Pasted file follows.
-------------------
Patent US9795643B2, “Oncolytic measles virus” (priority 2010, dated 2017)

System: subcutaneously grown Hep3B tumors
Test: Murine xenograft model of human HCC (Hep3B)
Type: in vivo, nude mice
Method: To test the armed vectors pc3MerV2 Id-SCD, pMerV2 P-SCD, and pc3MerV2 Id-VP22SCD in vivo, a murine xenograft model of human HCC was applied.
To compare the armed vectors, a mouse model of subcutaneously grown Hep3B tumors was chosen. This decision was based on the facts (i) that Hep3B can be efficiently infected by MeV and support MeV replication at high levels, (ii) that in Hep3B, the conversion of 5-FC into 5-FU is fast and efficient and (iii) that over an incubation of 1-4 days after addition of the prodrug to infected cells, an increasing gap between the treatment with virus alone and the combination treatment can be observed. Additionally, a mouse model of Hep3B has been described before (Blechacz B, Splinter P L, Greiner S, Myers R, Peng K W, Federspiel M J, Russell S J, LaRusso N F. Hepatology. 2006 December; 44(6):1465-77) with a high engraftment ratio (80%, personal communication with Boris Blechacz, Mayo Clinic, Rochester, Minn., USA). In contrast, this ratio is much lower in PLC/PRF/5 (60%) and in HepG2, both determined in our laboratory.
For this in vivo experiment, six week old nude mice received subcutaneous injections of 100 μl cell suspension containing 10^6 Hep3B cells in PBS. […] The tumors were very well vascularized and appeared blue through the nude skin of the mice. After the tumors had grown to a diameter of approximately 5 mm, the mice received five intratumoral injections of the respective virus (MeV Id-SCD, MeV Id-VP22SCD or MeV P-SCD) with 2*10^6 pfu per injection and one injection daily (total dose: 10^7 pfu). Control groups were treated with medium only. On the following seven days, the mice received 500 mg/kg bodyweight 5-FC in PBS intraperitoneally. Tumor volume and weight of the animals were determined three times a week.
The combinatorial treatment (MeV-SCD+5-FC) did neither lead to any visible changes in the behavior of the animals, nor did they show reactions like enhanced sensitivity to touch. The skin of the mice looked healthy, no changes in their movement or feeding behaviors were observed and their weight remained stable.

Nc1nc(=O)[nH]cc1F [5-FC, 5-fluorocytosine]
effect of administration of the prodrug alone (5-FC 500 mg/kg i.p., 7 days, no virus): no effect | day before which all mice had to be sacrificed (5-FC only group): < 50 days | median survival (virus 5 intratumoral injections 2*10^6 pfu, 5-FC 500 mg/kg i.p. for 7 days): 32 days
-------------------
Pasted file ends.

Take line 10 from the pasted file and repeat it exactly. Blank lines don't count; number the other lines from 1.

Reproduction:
effect of administration of the prodrug alone (5-FC 500 mg/kg i.p., 7 days, no virus): no effect | day before which all mice had to be sacrificed (5-FC only group): < 50 days | median survival (virus 5 intratumoral injections 2*10^6 pfu, 5-FC 500 mg/kg i.p. for 7 days): 32 days